Diabetes Monitoring Technology Moving Toward Consumer Convenience
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The FDA recently approved Abott’s FreeStyle Libre Flash Glucose Monitoring System. According to Bloomberg, this device marks the first continuous glucose monitoring system that adults can use that does not use diagnosis via taking fingertip blood samples using a fingerstick.
Traditionally, fingersticks required one to prick their finger to obtain blood droplets for diabetes monitoring devices to work. The Libre flash instead uses a more discreet method of operation–a small sensor wire is inserted below the skin’s surface which continuously measures and monitors glucose levels. According to Abbott, a mobile reader is used to measure glucose levels when a user waves the mobile reader above the sensor wire. It is intended for use in people 18 years of age and older with type I or II diabetes. After an initial 12-hour acclimation period, it can be worn for up to 14 days. Because a diabetic patient’s pancreas can not produce insulin, those patients frequently must monitor their blood sugar and regularly inject themselves with insulin when their blood sugars spike.
Bloomberg and Reuters report that other companies have been left behind. Johnson & Johnson is closing its insulin-pump unit after failing to keep up with Medtronic Plc. DexCom Inc., the current leader in glucose-monitoring systems, which, in turn, lost a third of its market value on Sept. 28 after Abbott’s Libre got approval.
The Centers for Disease Control and Prevention notes that more than 30 million people in the U.S. have diabetes. People with diabetes either do not make enough insulin (type 1 diabetes) or cannot use insulin properly (type 2 diabetes). When the body doesn’t have enough insulin or cannot use it effectively, sugar builds up in the blood. High blood sugar levels can lead to heart disease; stroke; blindness; kidney failure; and amputation of toes, feet or legs.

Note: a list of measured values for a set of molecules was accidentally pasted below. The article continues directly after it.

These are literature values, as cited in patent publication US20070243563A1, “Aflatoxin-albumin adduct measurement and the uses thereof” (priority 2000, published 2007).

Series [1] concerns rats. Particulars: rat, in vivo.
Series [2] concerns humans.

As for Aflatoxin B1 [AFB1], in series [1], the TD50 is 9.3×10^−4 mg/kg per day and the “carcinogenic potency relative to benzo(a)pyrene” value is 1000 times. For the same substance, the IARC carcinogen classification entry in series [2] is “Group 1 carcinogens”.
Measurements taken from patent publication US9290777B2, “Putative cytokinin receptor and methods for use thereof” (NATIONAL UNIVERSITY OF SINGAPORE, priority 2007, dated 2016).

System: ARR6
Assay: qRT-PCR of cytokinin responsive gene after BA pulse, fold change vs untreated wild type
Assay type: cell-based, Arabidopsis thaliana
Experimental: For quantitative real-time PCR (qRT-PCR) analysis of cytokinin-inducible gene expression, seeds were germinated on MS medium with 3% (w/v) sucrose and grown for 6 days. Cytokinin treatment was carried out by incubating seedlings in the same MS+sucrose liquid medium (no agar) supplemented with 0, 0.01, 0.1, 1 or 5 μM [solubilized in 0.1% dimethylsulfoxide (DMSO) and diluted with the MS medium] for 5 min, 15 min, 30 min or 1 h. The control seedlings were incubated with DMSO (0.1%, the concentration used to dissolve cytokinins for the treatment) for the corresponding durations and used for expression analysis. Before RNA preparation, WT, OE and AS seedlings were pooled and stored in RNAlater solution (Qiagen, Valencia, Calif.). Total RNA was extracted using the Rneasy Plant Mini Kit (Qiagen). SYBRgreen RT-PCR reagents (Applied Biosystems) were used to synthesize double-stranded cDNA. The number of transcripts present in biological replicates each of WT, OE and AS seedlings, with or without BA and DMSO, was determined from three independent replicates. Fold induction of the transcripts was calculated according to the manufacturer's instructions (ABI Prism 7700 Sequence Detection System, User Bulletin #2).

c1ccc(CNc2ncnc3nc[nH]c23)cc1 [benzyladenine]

According to Bloomberg, “the bulk of the sales are to the 1.25 million American diabetes patients with the most severe form of the disease, type 1. There’s a larger, mostly untapped market: the about 20 million Americans with type 2, whose body’s ability to use insulin fades slowly over time and who don’t regularly use tools to manage their disease.”
Alexander D. Zeng practices intellectual property law, with a focus on patent prosecution and litigation in medical device technologies.
Prior to joining the firm, he worked as a research scientist for Dr. Hussein Yasine at USC where he was involved with research on the effect of APOE e4 on brain lipids. He graduated from the University of California Los Angeles with his B.S. in Bioengineering and the University of Southern California with his M.S. in Medical Device and Diagnostic Engineering.
During law school at the University of California Irvine, Alexander was a Research Editor on Law Review and was a member of the UCI Intellectual Property, Art, and Technology clinic where he worked on start-up counseling, trademark prosecution, and fair use analysis for documentary film makers.
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